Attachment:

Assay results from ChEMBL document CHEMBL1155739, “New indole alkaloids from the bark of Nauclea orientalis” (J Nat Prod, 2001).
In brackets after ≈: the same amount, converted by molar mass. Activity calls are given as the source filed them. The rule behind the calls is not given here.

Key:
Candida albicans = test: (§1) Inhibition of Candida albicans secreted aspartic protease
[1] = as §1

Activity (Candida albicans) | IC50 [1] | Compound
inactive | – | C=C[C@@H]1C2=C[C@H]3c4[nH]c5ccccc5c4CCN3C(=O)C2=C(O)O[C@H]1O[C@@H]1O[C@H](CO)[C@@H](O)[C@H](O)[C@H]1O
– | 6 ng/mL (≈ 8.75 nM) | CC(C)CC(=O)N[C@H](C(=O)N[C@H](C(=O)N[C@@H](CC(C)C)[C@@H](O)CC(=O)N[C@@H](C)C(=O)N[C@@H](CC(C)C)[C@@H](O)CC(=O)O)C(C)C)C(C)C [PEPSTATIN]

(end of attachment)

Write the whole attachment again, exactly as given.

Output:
Assay results from ChEMBL document CHEMBL1155739, “New indole alkaloids from the bark of Nauclea orientalis” (J Nat Prod, 2001).
In brackets after ≈: the same amount, converted by molar mass. Activity calls are given as the source filed them. The rule behind the calls is not given here.

Key:
Candida albicans = test: (§1) Inhibition of Candida albicans secreted aspartic protease
[1] = as §1

Activity (Candida albicans) | IC50 [1] | Compound
inactive | – | C=C[C@@H]1C2=C[C@H]3c4[nH]c5ccccc5c4CCN3C(=O)C2=C(O)O[C@H]1O[C@@H]1O[C@H](CO)[C@@H](O)[C@H](O)[C@H]1O
– | 6 ng/mL (≈ 8.75 nM) | CC(C)CC(=O)N[C@H](C(=O)N[C@H](C(=O)N[C@@H](CC(C)C)[C@@H](O)CC(=O)N[C@@H](C)C(=O)N[C@@H](CC(C)C)[C@@H](O)CC(=O)O)C(C)C)C(C)C [PEPSTATIN]